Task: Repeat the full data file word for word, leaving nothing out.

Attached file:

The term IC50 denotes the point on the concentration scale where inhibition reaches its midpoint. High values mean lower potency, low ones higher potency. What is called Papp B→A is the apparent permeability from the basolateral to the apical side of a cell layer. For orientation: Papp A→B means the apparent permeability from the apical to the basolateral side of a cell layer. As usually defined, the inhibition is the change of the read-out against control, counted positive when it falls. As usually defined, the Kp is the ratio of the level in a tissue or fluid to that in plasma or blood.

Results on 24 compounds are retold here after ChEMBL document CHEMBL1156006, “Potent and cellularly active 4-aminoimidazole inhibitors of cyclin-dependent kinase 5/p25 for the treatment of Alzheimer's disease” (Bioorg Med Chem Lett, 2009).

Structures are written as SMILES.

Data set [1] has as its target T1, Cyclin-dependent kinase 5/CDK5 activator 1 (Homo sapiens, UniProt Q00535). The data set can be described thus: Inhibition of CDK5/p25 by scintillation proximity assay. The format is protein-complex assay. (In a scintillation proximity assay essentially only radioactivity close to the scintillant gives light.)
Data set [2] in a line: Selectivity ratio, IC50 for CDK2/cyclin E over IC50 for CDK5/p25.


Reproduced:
The term IC50 denotes the point on the concentration scale where inhibition reaches its midpoint. High values mean lower potency, low ones higher potency. What is called Papp B→A is the apparent permeability from the basolateral to the apical side of a cell layer. For orientation: Papp A→B means the apparent permeability from the apical to the basolateral side of a cell layer. As usually defined, the inhibition is the change of the read-out against control, counted positive when it falls. As usually defined, the Kp is the ratio of the level in a tissue or fluid to that in plasma or blood.

Results on 24 compounds are retold here after ChEMBL document CHEMBL1156006, “Potent and cellularly active 4-aminoimidazole inhibitors of cyclin-dependent kinase 5/p25 for the treatment of Alzheimer's disease” (Bioorg Med Chem Lett, 2009).

Structures are written as SMILES.

Data set [1] has as its target T1, Cyclin-dependent kinase 5/CDK5 activator 1 (Homo sapiens, UniProt Q00535). The data set can be described thus: Inhibition of CDK5/p25 by scintillation proximity assay. The format is protein-complex assay. (In a scintillation proximity assay essentially only radioactivity close to the scintillant gives light.)
Data set [2] in a line: Selectivity ratio, IC50 for CDK2/cyclin E over IC50 for CDK5/p25.